Amis Mikilita (Steamer)

Tags: aborigine | Amis | utensil

The Amis mostly produced pottery for everyday use such as water containers, pots for cooking, steamers and bowls, etc. Pottery making was strictly the work of women and was accomplished via a four-step process that involved obtaining the clay, mixing it with water to the proper consistency, forming the object and firing.


This pottery vessel is shaped somewhat like a calabash or bottle gourd and measures 21 centimeters horizontally and 24 centimeters vertically. It was very common among the Amis and was used to steam food. Referred to as “tatolonan” in the Amis language it was made by stacking two pots, one on top of the other. Small holes were made with a twig in the center. This steamer possesses 17 such holes. Water that was to be boiled was added via these holes. The food to be steamed was placed on top of taro root leaves. This type of steamer was used to cook rice-based dishes.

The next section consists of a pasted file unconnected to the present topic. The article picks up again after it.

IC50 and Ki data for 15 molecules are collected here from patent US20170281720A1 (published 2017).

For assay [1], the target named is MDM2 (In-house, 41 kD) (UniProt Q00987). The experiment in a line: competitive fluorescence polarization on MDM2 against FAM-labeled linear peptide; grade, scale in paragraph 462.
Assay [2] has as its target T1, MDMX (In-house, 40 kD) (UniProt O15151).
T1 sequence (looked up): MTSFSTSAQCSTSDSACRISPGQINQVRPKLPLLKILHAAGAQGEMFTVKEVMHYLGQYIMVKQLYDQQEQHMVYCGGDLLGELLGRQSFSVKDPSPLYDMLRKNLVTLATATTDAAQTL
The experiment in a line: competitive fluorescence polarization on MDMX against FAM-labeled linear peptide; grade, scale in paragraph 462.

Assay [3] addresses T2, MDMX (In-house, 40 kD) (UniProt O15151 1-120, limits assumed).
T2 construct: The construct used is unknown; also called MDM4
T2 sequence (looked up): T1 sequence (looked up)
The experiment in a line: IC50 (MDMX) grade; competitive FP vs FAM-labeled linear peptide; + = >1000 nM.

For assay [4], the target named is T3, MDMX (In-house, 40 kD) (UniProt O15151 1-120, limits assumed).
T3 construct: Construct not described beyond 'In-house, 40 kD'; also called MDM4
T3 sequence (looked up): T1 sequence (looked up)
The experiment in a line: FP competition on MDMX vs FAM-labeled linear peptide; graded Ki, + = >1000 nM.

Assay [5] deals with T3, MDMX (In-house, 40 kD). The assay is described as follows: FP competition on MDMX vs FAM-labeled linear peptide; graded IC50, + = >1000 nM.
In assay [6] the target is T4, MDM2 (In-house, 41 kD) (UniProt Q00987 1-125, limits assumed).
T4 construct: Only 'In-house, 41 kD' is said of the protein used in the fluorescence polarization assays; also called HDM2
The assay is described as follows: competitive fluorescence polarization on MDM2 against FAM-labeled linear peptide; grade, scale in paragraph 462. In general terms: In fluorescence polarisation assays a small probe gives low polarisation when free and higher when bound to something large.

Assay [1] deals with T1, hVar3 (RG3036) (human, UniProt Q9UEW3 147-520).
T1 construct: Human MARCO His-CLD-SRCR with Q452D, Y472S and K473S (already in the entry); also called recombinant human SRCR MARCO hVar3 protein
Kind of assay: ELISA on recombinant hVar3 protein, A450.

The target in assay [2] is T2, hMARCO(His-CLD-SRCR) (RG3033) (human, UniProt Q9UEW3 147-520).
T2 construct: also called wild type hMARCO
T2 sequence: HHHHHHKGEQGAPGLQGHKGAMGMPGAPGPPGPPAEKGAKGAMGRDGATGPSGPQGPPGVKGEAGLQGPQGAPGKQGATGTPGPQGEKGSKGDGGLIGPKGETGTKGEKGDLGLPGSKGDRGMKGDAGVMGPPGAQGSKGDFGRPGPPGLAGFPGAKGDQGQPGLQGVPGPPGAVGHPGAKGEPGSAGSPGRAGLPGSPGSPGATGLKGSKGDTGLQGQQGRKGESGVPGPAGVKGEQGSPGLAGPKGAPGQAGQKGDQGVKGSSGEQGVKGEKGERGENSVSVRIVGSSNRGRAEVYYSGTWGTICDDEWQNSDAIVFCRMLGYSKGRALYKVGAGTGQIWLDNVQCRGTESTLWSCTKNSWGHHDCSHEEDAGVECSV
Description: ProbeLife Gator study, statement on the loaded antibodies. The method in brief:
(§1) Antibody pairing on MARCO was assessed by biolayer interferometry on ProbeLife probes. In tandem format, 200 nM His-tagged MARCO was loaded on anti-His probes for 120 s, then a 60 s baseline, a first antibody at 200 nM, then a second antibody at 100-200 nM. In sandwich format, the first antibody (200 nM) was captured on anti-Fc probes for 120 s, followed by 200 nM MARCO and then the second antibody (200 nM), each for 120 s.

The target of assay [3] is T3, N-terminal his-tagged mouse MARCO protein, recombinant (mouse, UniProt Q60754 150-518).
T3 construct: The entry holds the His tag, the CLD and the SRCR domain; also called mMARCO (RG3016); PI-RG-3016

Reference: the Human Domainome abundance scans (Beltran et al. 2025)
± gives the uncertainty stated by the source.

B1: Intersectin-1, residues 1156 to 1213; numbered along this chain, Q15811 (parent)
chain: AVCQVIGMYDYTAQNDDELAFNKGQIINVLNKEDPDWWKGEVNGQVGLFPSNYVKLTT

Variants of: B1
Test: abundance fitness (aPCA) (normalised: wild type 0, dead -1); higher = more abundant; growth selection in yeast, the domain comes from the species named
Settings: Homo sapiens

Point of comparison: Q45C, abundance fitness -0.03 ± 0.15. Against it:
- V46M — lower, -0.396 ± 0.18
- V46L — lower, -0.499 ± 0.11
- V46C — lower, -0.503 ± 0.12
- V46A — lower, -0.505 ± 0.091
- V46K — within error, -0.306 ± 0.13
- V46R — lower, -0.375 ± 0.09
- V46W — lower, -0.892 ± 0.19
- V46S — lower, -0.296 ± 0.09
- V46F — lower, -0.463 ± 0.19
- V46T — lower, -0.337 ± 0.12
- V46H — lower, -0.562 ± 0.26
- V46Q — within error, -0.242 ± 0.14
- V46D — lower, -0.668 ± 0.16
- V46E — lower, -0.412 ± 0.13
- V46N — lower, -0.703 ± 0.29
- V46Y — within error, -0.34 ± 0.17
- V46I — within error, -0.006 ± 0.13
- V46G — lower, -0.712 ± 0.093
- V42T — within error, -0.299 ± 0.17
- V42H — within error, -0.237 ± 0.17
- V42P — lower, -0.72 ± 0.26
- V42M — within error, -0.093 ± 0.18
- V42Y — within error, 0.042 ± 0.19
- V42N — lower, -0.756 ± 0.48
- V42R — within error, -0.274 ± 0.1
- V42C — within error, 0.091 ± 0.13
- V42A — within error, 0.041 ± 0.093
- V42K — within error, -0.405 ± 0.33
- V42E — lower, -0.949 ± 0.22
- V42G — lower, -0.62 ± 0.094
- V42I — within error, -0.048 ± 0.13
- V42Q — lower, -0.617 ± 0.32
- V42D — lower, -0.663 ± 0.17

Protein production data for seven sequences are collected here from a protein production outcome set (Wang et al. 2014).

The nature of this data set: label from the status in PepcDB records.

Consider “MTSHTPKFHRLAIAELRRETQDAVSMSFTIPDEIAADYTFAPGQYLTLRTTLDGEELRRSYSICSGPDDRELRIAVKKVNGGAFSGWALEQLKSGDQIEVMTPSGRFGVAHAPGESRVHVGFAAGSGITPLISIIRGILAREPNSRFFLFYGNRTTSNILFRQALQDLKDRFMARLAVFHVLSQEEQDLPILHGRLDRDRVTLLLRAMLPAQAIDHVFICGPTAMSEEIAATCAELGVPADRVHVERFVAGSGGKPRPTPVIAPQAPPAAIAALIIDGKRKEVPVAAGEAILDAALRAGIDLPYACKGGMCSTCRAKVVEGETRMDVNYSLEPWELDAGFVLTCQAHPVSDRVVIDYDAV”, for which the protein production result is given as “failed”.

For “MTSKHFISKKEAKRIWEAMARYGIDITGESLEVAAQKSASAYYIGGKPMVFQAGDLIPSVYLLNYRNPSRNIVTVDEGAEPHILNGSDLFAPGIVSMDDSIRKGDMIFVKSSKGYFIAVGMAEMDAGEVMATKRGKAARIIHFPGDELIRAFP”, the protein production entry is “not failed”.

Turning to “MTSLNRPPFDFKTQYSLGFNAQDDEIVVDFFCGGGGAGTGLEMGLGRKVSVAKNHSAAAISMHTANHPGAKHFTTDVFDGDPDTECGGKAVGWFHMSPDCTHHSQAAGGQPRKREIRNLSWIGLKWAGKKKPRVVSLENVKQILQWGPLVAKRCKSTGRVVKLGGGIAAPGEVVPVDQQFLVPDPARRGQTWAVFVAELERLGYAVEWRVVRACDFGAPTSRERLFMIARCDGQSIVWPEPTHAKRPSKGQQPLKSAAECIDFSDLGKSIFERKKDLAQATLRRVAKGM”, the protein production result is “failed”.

Department of Graphic Communications and Digital Publishing, Shih Hsin University Digital archiving project of the Shung Ye Museum of Formosan Aborigines